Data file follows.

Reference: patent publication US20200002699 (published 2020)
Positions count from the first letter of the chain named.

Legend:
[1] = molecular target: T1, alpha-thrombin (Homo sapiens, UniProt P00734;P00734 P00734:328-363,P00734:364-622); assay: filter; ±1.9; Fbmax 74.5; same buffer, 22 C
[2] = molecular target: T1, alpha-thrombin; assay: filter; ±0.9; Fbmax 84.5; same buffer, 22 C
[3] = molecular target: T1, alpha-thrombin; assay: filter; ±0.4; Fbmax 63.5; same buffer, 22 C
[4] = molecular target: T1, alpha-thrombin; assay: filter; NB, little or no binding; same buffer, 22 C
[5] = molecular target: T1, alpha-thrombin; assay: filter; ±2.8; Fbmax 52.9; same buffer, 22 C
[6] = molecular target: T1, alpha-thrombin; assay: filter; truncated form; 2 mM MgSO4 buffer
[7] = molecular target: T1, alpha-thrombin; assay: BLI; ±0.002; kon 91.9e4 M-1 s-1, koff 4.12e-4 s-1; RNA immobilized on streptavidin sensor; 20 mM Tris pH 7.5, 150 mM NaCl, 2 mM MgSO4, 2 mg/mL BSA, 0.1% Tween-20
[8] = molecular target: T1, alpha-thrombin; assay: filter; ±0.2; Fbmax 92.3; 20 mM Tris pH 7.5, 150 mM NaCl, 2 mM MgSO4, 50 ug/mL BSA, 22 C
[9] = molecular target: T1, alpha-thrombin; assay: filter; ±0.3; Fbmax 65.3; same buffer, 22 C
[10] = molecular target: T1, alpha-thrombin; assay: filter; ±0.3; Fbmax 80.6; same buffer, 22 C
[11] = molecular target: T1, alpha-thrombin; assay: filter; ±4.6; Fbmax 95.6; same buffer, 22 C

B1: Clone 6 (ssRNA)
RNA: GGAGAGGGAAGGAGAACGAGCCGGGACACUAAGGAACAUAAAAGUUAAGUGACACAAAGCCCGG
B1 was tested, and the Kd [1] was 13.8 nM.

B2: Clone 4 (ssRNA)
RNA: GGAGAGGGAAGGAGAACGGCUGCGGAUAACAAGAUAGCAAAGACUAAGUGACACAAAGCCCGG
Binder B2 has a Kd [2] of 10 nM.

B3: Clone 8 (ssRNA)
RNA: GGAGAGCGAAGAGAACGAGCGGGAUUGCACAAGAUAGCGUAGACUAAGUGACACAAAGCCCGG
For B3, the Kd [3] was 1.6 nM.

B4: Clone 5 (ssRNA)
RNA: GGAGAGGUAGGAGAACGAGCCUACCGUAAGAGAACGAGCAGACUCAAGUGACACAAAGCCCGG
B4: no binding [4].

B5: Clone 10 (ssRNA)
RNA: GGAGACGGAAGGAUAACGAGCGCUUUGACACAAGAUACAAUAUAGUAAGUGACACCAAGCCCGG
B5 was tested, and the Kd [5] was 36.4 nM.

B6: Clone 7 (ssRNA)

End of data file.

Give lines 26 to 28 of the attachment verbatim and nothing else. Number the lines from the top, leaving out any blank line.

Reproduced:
B4: no binding [4].

B5: Clone 10 (ssRNA)
RNA: GGAGACGGAAGGAUAACGAGCGCUUUGACACAAGAUACAAUAUAGUAAGUGACACCAAGCCCGG